Dance is a conversation of movement. When watching the placement of hands, wrists, legs and feet in ballet, each placement is defined with grace and magnificent position. Each dancer must breath in and reflect the next, timely mimicking each other; flowering out as if a new budding blossom.

Artists of Colorado Ballet in La Sylphide Act II - by Mike WatsonThe story of beauty begins on Wednesday, September 23rd as I attended an hour of rehearsal, which was only a fraction of the Colorado Ballet dancers rehearsal schedule. Nearly 20 dancers were gathered in a large dance room. They rehearsed and prepared for a portion of Act II of the season opener of the Colorado Ballet’s La Sylphide. It is a magical awakening to watch as some dancers are called to the front as the music is cued while others remain on the floor; staying limber and their muscles warm as they stretch and prepare for their opportunity to be called to the tape lines.

What looks to be effortless is the true craftsmanship of confidence in each dancers face. All their weeks and months of hard work, commitment and preparation over the years has now led them to opening night.

Artists of Colorado Ballet in La Sylphide Act I - by Mike Watson

Artists of Colorado Ballet in La Sylphide Act I – photo by Mike Watson

La Sylphide is a charming story of love. “It is James’ wedding day. The young Scotsman is sleeping in his chair and an enchanting creature – a sylph – is kneeling at his feet and gazing at him lovingly. She dances around him and finally kisses him. James wakes up and instantly sees the wood nymph he has just been dreaming of standing right before his eyes. He tries to catch her, but she eludes him and vanishes into the fireplace. Perplexed, he sinks back into his chair.”*

Act I - Maria Mosina and Alexei Tyukov photo by Mike Watson

Act I – Maria Mosina and Alexei Tyukov photo by Mike Watson

Alexei Tyukov is James, Maria Mosina is the wood nymph. There is true delight and magic that each brings to their role. You believe in the love that unfolds in front of you. The prelude prepares you for a dynamic, happy but also suspenseful storyline. The last time the Colorado Ballet performed La Sylphide was in 1996. “I wanted to present it this season,” states Gil Boggs, the Artistic Director “because it is one of the most beautiful, romantic ballets of all time. The ballet demonstrates temptation and loving something you cannot have.”*

Act I James and his fiancée, Effy struggle with their relationship, James cannot stop thinking about the sylph. Effy notices that James is distracted and “declares that he was not thinking of her, but James consoles her by avowing his love for her.”*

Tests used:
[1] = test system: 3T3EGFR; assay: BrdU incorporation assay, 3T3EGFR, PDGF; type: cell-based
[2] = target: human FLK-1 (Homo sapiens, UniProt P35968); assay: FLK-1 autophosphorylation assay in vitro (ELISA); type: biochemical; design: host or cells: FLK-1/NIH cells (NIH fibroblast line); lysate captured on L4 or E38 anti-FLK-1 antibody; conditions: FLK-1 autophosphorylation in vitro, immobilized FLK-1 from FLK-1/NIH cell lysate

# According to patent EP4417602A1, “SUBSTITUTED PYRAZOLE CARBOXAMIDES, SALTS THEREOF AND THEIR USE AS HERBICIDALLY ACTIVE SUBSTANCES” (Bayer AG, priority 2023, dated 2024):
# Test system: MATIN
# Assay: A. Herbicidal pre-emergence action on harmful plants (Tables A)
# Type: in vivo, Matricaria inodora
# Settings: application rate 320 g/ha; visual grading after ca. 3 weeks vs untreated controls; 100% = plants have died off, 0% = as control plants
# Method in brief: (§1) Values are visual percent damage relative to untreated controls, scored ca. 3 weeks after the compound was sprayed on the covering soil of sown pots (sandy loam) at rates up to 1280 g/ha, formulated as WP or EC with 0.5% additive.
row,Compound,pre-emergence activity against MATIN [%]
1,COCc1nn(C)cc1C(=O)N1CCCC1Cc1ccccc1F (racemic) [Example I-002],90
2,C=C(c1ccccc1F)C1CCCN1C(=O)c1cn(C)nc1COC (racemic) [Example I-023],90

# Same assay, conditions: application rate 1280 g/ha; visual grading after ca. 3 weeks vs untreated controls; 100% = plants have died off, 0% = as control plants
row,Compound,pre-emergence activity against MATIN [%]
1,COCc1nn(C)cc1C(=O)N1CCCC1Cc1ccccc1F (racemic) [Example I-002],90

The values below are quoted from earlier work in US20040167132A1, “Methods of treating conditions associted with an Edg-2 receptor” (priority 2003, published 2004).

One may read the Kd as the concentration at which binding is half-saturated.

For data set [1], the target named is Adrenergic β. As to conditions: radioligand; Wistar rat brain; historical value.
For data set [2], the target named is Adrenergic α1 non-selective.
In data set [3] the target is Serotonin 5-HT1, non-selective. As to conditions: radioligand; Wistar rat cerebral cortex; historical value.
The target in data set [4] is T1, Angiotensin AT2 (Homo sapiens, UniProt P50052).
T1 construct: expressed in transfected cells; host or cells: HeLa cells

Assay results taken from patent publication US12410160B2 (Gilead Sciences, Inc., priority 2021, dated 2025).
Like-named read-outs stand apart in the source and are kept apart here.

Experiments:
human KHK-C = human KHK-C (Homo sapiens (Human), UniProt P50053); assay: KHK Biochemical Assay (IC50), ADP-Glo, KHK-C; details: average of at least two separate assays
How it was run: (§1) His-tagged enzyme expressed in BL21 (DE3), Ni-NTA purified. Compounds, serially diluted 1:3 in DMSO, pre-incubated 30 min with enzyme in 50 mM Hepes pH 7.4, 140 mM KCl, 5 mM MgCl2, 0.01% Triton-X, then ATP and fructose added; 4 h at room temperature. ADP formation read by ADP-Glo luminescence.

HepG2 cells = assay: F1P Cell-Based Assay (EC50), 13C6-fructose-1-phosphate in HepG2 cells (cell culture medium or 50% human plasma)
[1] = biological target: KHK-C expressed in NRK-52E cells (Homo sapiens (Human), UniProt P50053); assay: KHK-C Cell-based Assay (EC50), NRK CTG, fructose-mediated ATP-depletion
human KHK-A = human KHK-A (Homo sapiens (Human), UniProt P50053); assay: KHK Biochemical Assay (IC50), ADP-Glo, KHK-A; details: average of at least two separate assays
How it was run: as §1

Gregory Gonzales in La Sylphide by Mike Watson

Gregory Gonzales as Madge the Witch – La Sylphide – photo by Mike Watson

Act II takes the characters deep into the dark forest where promises are made and passion is tested and poison is prepared. La Sylphide features choreography by August Bournonville and music by Herman Severin Lovenskiold, performed by the Colorado Ballet Orchestra. “Bournoville choreographed La Sylphide in 1836, making it one of the oldest surviving ballets.”*

It takes everyone to make a ballet performance successful. From set design, which is exquisite, to the language of the music that is clearly seen in the dance and faces of the performers and the magical moment of continuity.

Maria Mosina & Alexei Tyukov in La Sylphide Act II - Photo by Mike Watson

Maria Mosina & Alexei Tyukov in La Sylphide Act II – Photo by Mike Watson

With this role Maria Mosina celebrates her 20th season with the Colorado Ballet. “I’m so fortunate to have a job that fulfills and inspires me. I get pleasure from dancing. I was born to give people happiness on the stage and I still love what I am doing. I would like to dedicate my 20th season to all the teachers, mentors, coaches, choreographers, partners on stage and my family and friends who helped me to get where I am today. I believe that ballet is not just about the number of pirouettes you can do or how high you can kick your leg; ballet is an art and there is no age limit to express yourself.”



The remaining performances of La Sylphide are as follows:
Friday, October 9 – 7:30p.m.; Saturday, October 10 – 7:30p.m.; Sunday, October 11 – 2p.m. – This is a Must Attend Performance

The Colorado Ballet offers a perfect opportunity to reaquaint yourself with the finest of culture that Colorado has to offer. The 2015-2016 season “promises to offer something for everyone, starting with the romantic masterpiece LaSylphide, to family-friendly productions The Nutcracker and Alice (in Wonderland), and the innovative variety of contemporary works in Ballet Director’s Choice.”*

Please visit to learn more about the 2015-2016 season, you won’t be disappointed. Learn more about what the Colorado Ballet is doing for your community, the dance academy or how you can support the arts and culture of the Colorado Ballet.


*Please Note: some information and quotes were taken directly from the website or from the La Sylphide program.